e-mail me at billdeg@umich.edu

7/14/2010

red tape

So I'm on the phone with the Lebanese Consulate and we're chatting in English about visas. The person on the other end of the line seems extremely impatient and annoyed as I ask what I think are entirely reasonable questions. The call has an overall grumpy quality until I say "shukran" (thank you) and then the whole tone changes. The woman issues an amused chuckle, a reaction no doubt to my Arabic pronunciation, and becomes friendly.

At several points during Fulbright orientation, presenters suggested that a little bit of Arabic works wonders and that native speakers tend to have a lot of respect for Americas who at least try to speak the language. True enough. Plus, if my non-native pronunciation can provide a little comic relief in a bureaucratic setting, than I'm glad to be of service. Fulbrighters are supposed to be ambassadors, after all. If you think my "thank you" is something, you should hear my "Can I have a falafel sandwich please?*"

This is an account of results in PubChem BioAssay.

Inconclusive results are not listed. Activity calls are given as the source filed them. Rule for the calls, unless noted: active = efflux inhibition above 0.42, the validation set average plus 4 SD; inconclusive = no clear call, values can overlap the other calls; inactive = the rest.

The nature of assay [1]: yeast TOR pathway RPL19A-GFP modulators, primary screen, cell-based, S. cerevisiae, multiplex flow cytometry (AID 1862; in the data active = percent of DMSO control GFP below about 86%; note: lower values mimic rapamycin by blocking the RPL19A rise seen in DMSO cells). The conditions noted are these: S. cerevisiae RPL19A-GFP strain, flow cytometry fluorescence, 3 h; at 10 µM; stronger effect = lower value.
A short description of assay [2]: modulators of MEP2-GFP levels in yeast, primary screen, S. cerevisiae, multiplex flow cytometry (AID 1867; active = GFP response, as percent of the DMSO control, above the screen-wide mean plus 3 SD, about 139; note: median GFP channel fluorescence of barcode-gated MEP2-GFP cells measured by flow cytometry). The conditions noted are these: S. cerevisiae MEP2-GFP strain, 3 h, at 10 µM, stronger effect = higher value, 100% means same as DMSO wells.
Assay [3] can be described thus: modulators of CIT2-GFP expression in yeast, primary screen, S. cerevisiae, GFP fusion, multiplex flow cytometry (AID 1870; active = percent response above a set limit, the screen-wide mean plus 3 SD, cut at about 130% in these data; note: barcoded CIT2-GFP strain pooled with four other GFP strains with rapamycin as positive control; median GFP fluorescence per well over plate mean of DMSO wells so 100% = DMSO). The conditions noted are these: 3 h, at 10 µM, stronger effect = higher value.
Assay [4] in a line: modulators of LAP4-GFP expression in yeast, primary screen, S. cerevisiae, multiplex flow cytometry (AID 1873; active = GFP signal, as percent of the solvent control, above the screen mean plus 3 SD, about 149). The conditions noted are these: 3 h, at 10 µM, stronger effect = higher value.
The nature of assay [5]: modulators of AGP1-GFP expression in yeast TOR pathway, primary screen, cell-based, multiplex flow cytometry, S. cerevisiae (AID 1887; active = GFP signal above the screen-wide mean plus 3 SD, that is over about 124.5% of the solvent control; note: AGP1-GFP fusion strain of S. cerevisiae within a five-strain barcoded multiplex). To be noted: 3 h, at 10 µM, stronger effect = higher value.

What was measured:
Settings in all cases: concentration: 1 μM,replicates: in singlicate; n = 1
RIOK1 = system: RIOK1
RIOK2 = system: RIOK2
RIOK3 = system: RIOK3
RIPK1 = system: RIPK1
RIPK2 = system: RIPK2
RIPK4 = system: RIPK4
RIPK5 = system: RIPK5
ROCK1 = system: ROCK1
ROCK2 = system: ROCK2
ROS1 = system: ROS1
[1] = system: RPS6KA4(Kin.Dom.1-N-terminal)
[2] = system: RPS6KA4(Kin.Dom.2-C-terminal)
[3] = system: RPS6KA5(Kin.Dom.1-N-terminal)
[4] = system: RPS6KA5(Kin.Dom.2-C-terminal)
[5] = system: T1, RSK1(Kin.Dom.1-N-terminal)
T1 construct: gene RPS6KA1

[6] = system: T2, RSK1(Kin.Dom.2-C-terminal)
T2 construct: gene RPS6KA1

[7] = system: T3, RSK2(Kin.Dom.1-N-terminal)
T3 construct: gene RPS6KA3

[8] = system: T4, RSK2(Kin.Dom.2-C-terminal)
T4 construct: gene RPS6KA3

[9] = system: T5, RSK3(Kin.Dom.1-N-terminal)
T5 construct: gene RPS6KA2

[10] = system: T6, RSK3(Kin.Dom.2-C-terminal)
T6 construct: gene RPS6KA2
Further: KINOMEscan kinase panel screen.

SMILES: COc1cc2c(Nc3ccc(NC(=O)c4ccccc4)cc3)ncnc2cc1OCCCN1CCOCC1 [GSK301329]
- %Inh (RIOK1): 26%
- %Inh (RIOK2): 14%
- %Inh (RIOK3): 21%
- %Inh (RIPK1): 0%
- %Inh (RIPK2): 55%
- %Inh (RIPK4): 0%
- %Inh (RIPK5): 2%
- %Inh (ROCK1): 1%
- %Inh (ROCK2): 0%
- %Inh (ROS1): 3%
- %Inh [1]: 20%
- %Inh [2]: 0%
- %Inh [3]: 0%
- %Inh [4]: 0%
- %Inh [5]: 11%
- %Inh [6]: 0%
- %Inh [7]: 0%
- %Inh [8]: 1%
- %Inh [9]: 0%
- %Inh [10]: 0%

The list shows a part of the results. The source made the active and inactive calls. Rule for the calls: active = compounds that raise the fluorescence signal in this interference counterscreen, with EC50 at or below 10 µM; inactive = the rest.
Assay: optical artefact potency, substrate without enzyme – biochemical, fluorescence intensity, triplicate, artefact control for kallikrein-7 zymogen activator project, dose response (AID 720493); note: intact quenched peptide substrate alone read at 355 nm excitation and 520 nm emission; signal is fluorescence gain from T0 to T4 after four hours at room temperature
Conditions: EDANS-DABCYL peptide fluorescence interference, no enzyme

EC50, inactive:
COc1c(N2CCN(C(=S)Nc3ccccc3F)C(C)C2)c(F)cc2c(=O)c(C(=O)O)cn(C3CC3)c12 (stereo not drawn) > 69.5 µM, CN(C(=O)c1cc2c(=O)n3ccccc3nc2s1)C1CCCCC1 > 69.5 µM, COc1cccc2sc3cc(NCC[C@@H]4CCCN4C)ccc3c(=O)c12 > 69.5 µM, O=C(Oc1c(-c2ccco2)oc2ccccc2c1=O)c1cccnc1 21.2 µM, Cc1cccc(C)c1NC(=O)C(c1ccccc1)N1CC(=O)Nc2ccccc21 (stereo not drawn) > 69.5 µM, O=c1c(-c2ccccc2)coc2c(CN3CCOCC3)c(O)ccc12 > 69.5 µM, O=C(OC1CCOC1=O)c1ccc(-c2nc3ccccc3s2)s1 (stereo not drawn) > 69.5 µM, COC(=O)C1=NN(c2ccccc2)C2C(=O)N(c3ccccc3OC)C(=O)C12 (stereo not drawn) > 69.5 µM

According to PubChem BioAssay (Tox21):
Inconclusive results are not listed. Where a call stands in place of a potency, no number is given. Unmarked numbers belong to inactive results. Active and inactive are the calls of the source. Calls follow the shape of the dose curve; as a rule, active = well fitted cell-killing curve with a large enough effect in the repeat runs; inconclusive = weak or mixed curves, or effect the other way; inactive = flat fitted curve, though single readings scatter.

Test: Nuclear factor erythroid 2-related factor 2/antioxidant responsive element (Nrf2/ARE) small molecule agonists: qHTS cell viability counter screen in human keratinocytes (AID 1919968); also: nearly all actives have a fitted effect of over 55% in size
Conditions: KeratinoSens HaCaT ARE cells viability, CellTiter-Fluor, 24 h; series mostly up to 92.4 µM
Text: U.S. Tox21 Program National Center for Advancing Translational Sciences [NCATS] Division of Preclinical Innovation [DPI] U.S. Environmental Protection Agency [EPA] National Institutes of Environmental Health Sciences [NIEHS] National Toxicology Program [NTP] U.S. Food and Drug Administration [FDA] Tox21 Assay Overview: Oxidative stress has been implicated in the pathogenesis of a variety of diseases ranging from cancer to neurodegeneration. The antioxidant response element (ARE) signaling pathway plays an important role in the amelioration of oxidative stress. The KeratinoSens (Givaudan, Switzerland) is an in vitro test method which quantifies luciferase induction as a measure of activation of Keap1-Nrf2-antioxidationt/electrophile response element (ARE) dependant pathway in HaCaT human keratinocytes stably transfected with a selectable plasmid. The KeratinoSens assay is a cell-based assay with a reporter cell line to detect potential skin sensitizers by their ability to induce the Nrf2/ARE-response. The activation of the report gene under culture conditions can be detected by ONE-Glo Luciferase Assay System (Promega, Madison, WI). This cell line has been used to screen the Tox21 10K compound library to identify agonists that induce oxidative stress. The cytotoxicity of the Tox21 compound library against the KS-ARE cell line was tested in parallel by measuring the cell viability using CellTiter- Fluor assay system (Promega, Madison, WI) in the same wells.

*oreedoo falafel, minfudluck

3 comments:

Luisa said...

Bill I have learned that what you discovered from your interaction with the Lebanese woman is true in other cultures. Perhaps with the exception of some French. I know my pronunciations were just a source of ridicule.

Dear one have a wonderful and safe trip.

iyos said...

ok...........................

iyos said...

ok..........